For example, the concentrations of arsenic detected in the dust samples ranged from 1-7 ppm. Allof the detected levels of arsenic in indoor dust are less than ATSDR's soil screening value forchronic non-cancer effects in children (20 ppm). These arsenic levels do exceed the soil screeningvalue of 0.6 ppm for pica children. However, the screening value for pica children is based onconsumption of 5000 milligrams (or 5 grams) of soil per day and contains a safety factor of three.

Pica is defined as an appetite for substances having no nutritional value, e.g., clay, dried paint,starch, or ice [9]. True pica behavior in children is relatively rare (< 1%), and sporadic, and istypically exhibited only during the first few years of life. It is not to be confused with the commonhabit of all babies and toddlers to mouth objects. Pica children actually swallow large amounts ofnon-nutritive materials; their intentional ingestion of soil, for example, is assumed to be 25 times theincidental ingestion of soil by non-pica children and 50 times that of adults. These values are on thehigh end and overestimate average soil consumption rates (by a factor of 2 or more) for mostchildren.

Children are not likely to find or eat, 5-15 grams of household dust on a daily basis. The ATSDREnvironmental Media Evaluation Guides (EMEGs) for arsenic in soil and water were based on aTaiwanese drinking water study. Since arsenic is several times more bioavailable in drinking waterthan in soil or dust, the soil EMEGs, which do not take bioavailability into account are moreconservative than the drinking water EMEGs which are based on the same study and assume 100%bioavailability. The true margin of safety in all of ATSDR's EMEGs for arsenic (including the soilvalue for pica children) is substantially greater than the uncertainty factor of three would suggest. As a result, no adverse health effects would be expected to result from the ingestion of house dustcontaining 1-7 ppm arsenic, even if a child finds and consumes several grams of household dustevery day.

The concentrations of total chromium detected in indoor dust ranged from 15-51 ppm. Like thosefor arsenic, these levels were less than the ATSDR Reference Dose Media Evaluation Guide(RMEG) soil screening value for chronic non-cancer effects in children (200 ppm). However, thechromium levels found exceed the RMEG for pica children. The reference dose (RfD) on which thisRMEG was based contains a composite safety factor of 900. Therefore, it would be virtuallyimpossible for any child to find and eat enough contaminated household dust (more than one poundper day) to get a dose equivalent to the Lowest Observed Adverse Effects Level (LOAEL) forchromium. The LOAELs are exposure levels associated with adverse health effects that may be serious or relatively subtle.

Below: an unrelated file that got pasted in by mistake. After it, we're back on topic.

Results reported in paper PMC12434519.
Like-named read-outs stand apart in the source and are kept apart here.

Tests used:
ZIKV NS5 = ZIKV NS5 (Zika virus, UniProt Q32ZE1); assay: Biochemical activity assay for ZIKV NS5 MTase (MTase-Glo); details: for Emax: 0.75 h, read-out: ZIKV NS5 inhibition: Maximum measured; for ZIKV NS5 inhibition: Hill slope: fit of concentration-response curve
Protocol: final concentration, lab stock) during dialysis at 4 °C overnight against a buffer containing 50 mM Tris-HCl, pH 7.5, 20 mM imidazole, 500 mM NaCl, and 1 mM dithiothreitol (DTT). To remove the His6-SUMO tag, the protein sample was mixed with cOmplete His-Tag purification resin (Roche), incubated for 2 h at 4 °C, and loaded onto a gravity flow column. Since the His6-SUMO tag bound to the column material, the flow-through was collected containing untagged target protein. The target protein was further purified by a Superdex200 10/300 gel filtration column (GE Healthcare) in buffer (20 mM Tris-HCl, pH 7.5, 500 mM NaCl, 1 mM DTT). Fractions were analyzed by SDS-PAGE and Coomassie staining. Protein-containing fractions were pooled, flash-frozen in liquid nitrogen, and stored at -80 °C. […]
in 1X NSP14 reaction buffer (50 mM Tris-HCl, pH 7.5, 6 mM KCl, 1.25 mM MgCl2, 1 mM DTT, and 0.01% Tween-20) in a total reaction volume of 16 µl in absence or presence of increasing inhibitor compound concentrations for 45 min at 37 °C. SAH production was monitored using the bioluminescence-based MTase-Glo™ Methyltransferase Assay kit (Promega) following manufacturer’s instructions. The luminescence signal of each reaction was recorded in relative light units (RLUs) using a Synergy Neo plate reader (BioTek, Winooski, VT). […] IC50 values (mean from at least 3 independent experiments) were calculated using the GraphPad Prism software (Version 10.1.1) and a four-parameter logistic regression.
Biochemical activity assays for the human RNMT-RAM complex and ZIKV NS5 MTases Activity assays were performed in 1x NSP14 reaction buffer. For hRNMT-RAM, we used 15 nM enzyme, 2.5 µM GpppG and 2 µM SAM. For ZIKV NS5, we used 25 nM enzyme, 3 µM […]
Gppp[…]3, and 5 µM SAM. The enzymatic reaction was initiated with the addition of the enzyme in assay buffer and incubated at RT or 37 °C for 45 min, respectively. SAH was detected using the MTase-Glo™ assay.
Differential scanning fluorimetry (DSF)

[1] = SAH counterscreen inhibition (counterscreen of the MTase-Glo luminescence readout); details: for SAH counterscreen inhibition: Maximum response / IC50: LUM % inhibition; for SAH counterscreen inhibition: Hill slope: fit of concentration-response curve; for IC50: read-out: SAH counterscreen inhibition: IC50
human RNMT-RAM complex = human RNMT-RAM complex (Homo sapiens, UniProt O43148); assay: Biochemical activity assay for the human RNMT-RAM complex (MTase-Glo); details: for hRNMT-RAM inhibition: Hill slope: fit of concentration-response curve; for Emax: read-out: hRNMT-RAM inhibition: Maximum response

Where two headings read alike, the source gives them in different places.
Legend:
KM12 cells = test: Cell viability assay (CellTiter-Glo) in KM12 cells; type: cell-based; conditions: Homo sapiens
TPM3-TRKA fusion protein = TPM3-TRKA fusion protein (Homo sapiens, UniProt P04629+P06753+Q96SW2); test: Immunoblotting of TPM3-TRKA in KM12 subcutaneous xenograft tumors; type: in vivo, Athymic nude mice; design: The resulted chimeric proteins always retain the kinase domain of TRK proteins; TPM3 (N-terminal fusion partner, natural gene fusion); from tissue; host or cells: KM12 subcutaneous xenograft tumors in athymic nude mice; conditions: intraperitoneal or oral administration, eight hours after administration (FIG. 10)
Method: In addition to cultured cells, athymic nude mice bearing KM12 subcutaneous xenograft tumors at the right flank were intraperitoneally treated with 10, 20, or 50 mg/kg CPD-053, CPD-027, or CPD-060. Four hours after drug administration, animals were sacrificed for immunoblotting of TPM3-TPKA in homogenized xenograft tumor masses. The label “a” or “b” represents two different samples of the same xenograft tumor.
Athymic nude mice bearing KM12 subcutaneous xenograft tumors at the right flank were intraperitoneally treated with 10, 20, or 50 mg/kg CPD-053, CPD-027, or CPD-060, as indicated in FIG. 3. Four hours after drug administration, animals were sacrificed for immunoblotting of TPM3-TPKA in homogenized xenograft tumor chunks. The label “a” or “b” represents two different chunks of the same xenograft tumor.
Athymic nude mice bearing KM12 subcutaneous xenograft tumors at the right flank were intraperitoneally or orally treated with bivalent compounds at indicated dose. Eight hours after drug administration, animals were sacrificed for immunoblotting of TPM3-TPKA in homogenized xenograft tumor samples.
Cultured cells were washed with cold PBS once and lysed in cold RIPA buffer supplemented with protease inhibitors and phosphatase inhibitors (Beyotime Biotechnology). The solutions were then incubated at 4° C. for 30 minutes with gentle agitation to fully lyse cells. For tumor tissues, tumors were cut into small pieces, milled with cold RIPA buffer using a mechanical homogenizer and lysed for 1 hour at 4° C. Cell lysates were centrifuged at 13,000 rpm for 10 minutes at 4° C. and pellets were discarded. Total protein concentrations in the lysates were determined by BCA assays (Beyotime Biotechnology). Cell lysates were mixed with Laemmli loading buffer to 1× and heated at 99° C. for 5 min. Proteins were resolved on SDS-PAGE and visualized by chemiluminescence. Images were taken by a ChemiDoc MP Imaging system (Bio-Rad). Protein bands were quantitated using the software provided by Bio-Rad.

Another consideration is that the RMEG for chromium addresses the more toxic hexavalentchromium [Cr(VI)]. In environmental samples, trivalent chromium [Cr(III)] levels are typicallyseven times higher than Cr(VI) levels. As a result, we would expect that most of the chromiumfound in the household dust is the less toxic Cr(III).

Magnesium, Phosphorus, Sodium, Titanium

No public health standards have been established for magnesium, phosphorus, sodium, and titaniumin dust or soil. However, magnesium, phosphorus, and sodium are major mineral nutrients; childrenneed about 150, 800, and 200 mg, respectively, in their daily diet. Due to its low toxicity, titaniumand several of its compounds are used in medical therapies for skin disorders as well as in implantmaterials in orthopedics, oral surgery, and neurosurgery. Therefore, ATSDR does not anticipateany adverse health effects from exposure to these constituents at the levels found in the indoor dustsamples.

Ambient Air

Five ambient air samples were collected near two homes located downwind of the tailings piles. Three samples were collected from one yard and two samples were collected from another.

Lead

Lead was found at 0.18 micrograms per cubic meter (µg/m3) near each home. This level is more than 60 times lower than the lowest lowest-observed-adverse-effect levels (LOAEL) found for humans exposed to lead via inhalation (11 µg/m3 ) [10]. As a result, ATSDR does not expect any adverse health effects to occur as a result of the levels of airborne lead found at these residences.

Chromium

Chromium (total) was found in the ambient air near one residence at levels of 0.56 µg/m3 and 0.27 µg/m3. Chromium was also present in the lot blank at 1.4 µg which may indicate that actual ambient chromium levels were lower than the results show. Total chromium includes trivalent chromium [Chromium III or Cr(III)] and the much more toxic hexavalent chromium [Chromium VI or Cr(VI)]. The levels of chromium found in the residential samples exceed the ATSDR Cancer Risk Evaluation Guide (CREG) for cancer effects for hexavalent chromium of 0.00008 µg/m3.